Benjamin Hargreaves had Arden Hall built for himself in 1845. He came from a local wealthy mill owning family. His father had made his fortune when he transitioned from being the manager of Broad Oak Printworks to being the joint owner with Adam Dugdale. They invested in new machinery, pioneered innovative printing techniques and came up with new designs for cotton prints. All six of James’s sons worked at the printworks, starting at the bottom. Benjamin took his turn working there in the early 1820s, but did not stay long. He left in 1823 to study botany and chemistry in Edinburgh and it was on his return that he had Arden Hall constructed.
Before work began on the house, he had a local track that passed over his land diverted. This was a route used by workers at Plantation Mill, and he had a better, purpose built road constructed which now ran along the side of his property. (This is Plantation Road, a very long ‘cobbled’ street that is still in excellent condition, see here.)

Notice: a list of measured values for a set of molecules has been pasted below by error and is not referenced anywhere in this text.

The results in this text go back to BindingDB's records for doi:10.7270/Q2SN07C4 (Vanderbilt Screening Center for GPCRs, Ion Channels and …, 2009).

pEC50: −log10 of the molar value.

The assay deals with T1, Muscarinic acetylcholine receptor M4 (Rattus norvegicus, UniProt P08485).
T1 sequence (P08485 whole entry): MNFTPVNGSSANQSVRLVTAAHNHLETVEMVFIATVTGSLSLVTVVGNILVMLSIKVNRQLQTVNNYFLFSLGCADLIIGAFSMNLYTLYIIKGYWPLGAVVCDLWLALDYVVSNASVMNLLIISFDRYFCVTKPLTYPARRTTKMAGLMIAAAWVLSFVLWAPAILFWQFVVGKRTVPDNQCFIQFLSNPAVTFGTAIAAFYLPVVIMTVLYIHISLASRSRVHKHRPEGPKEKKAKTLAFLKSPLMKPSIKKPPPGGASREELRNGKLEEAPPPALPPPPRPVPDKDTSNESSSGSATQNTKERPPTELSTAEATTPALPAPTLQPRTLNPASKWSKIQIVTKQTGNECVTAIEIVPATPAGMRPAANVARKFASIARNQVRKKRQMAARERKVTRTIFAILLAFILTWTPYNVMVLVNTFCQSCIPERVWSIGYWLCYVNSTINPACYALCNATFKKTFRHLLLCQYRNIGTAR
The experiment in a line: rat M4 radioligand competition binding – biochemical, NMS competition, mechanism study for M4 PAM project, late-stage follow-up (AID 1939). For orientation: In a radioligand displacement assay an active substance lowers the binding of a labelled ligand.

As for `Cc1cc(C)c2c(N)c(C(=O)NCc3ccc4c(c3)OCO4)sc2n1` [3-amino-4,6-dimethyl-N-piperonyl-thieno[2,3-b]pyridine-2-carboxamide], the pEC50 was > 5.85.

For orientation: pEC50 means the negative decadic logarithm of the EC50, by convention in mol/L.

Arden Hall was a grand house made of stone blocks, with ornate large Tudor-style chimneys. Standing on an eleven acre site, it had commanding views over the moors. The interior consisted of five large bedrooms, dressing rooms, a large drawing room, dining room and a study. The servants had their own hall in which to take their meals. Like many large houses, it had stables and a coach house. The carriageway wound its way through a large garden planted up with limes, yews and hollies.
Like the rest of his family, Benjamin was a keen supporter of public works in the town. He established the Peel Institute (now the Town Hall building) and contributed to the Mechanics Institute and Accrington Subscription Library (of which he was the first member). He was a benefactor of Christ Church and its day school, along with St John’s church. Shortly after his death in 1880, the school on Plantation Road opened which still bears his name. He left no heir and so the house and contents went up for auction.
Joseph Edward Rielly, a local JP and County Alderman, bought Arden Hall and settled there with his wife. During his time the house was extended and remodelled. A major innovation of the time, central heating, was also introduced. A boiler was installed at the rear of the property and this would heat the house via radiators in the rooms.